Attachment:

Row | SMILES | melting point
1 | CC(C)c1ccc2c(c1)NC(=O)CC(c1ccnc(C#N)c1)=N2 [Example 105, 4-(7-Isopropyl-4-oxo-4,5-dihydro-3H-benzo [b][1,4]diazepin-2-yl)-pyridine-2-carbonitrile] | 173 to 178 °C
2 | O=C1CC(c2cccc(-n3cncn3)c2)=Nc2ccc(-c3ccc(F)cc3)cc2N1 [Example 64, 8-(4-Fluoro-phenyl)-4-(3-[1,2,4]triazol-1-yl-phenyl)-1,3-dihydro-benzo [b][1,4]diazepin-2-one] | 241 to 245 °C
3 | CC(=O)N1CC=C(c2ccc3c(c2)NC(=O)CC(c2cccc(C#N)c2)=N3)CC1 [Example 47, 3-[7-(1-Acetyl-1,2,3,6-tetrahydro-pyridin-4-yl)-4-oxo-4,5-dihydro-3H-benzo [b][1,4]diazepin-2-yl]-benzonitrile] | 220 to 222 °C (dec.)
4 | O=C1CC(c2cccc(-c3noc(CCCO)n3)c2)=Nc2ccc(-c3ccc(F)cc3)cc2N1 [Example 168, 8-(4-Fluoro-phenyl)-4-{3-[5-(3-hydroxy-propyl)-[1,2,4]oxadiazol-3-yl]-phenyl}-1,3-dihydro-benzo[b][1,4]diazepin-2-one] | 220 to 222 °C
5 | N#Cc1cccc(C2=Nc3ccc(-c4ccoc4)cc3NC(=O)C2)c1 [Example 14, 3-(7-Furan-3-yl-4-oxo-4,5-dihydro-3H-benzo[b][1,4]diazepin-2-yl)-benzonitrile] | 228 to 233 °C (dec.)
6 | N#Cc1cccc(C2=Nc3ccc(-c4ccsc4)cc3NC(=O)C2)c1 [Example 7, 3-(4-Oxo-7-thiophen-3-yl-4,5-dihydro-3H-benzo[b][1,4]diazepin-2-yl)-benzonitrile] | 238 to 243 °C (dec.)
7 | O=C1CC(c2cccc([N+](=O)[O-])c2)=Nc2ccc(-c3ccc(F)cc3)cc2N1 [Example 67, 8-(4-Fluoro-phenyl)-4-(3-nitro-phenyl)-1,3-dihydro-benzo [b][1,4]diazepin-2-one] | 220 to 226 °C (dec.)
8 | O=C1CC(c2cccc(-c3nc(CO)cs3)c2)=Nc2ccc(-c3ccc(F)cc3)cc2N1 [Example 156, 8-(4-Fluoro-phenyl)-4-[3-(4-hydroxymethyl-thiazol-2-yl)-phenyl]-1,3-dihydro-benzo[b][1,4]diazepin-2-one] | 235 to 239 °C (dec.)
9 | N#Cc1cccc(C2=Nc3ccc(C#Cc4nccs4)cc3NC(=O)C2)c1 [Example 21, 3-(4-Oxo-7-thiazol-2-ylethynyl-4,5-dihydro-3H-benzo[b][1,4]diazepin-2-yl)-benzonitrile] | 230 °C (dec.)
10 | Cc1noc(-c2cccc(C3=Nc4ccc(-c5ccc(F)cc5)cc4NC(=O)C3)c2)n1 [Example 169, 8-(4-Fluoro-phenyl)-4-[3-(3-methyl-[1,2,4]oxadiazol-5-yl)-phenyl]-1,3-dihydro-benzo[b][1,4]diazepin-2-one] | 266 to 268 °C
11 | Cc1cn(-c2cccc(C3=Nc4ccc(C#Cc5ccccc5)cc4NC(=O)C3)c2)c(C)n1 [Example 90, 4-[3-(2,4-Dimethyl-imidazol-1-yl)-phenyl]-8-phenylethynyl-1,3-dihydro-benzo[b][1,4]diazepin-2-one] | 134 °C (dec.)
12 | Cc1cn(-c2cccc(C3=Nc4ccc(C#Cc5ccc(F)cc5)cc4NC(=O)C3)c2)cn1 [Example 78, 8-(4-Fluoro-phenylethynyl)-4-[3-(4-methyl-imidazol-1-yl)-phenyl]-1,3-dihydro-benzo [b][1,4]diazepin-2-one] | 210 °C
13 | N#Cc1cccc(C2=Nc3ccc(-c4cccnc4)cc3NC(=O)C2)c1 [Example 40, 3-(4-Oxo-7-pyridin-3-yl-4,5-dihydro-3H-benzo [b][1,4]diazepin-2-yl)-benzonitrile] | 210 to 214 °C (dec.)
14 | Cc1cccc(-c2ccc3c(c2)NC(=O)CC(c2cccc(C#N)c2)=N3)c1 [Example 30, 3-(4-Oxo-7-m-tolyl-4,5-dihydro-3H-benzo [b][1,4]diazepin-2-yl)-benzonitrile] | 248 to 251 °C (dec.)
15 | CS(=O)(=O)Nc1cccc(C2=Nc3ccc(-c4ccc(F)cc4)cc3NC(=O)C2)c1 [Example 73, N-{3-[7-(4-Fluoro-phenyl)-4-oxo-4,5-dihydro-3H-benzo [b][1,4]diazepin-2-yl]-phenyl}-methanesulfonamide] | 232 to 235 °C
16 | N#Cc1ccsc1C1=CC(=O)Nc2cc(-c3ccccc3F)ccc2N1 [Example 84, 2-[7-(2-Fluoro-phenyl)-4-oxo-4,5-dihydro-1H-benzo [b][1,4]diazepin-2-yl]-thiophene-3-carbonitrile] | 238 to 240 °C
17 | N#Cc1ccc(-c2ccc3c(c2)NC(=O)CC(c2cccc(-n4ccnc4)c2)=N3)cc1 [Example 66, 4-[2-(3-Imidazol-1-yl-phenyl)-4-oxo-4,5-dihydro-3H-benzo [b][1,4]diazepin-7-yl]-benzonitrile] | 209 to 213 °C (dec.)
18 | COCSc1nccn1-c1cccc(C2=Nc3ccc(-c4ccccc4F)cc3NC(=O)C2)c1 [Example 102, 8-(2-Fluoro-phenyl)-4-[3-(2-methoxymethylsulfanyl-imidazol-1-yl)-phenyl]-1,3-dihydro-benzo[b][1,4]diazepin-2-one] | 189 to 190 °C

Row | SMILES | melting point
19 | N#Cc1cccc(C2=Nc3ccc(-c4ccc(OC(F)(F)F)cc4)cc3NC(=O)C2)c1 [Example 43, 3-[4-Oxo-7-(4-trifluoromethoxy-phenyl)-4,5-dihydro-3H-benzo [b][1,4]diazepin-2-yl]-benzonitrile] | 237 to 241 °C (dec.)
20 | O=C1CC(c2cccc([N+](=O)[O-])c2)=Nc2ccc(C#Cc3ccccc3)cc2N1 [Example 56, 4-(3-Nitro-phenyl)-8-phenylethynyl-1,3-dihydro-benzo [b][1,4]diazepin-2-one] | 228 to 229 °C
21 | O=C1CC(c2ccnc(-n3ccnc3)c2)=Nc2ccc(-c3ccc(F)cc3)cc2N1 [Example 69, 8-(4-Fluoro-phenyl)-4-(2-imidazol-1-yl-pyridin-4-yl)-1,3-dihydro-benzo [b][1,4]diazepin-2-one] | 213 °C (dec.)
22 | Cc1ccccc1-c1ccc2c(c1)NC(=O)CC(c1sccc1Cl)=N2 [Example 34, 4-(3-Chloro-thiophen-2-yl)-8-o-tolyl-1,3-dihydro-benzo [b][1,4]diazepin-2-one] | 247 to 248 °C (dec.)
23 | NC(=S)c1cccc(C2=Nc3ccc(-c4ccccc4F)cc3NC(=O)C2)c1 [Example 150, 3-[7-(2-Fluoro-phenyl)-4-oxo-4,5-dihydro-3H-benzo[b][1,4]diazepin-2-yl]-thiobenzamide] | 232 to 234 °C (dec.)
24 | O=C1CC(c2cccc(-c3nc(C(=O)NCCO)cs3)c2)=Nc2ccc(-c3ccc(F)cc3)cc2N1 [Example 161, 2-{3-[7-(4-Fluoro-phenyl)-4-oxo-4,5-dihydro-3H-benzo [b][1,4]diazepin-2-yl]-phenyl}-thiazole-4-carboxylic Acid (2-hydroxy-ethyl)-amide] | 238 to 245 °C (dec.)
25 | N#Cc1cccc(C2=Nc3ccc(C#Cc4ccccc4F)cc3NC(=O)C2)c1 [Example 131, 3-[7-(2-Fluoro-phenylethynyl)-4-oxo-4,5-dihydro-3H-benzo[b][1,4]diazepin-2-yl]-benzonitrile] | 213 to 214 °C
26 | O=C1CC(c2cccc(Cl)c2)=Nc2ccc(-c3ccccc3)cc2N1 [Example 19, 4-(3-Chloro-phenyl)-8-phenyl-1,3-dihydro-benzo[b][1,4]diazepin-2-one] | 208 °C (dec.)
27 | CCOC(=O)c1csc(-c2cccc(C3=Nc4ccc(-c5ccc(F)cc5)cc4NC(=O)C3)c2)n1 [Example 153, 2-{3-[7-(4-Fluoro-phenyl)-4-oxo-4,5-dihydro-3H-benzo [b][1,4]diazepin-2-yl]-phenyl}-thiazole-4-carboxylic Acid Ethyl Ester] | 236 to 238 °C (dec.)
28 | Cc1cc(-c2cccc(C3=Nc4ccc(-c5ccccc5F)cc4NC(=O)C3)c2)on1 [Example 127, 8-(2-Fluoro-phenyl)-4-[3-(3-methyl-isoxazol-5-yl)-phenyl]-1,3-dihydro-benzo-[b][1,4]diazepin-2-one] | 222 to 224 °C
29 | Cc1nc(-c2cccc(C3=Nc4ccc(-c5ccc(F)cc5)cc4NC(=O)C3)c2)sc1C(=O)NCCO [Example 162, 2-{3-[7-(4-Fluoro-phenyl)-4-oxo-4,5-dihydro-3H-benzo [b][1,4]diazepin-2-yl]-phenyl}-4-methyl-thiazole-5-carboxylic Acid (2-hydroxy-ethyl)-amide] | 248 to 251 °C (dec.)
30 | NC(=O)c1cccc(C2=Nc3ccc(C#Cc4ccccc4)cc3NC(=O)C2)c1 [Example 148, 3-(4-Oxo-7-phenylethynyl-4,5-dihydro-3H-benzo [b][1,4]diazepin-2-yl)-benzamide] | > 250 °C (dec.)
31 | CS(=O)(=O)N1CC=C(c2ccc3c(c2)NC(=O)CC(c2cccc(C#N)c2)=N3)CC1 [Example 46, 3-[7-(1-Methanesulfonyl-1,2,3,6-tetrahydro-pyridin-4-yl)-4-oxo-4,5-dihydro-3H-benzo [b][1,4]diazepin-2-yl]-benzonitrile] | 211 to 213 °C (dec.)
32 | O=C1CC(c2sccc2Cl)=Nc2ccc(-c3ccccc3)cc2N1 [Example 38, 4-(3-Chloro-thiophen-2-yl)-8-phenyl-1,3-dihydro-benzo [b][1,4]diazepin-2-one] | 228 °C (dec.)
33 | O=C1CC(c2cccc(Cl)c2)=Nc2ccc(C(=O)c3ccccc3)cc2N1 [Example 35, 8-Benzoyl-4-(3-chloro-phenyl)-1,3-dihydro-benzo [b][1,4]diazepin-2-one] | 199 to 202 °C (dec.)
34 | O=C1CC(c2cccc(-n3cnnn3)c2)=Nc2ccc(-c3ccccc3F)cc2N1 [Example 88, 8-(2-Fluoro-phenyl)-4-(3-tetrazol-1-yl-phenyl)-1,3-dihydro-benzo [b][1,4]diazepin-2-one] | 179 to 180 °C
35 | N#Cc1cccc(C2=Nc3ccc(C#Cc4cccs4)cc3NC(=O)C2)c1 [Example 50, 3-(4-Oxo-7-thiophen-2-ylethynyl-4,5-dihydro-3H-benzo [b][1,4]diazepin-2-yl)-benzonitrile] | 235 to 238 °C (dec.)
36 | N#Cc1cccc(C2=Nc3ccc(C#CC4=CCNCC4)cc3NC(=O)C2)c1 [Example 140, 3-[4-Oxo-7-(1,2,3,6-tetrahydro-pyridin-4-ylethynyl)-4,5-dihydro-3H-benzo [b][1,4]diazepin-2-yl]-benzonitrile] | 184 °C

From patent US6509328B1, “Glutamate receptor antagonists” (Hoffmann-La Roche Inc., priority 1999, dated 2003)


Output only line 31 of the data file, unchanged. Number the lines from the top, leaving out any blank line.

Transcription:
29 | Cc1nc(-c2cccc(C3=Nc4ccc(-c5ccc(F)cc5)cc4NC(=O)C3)c2)sc1C(=O)NCCO [Example 162, 2-{3-[7-(4-Fluoro-phenyl)-4-oxo-4,5-dihydro-3H-benzo [b][1,4]diazepin-2-yl]-phenyl}-4-methyl-thiazole-5-carboxylic Acid (2-hydroxy-ethyl)-amide] | 248 to 251 °C (dec.)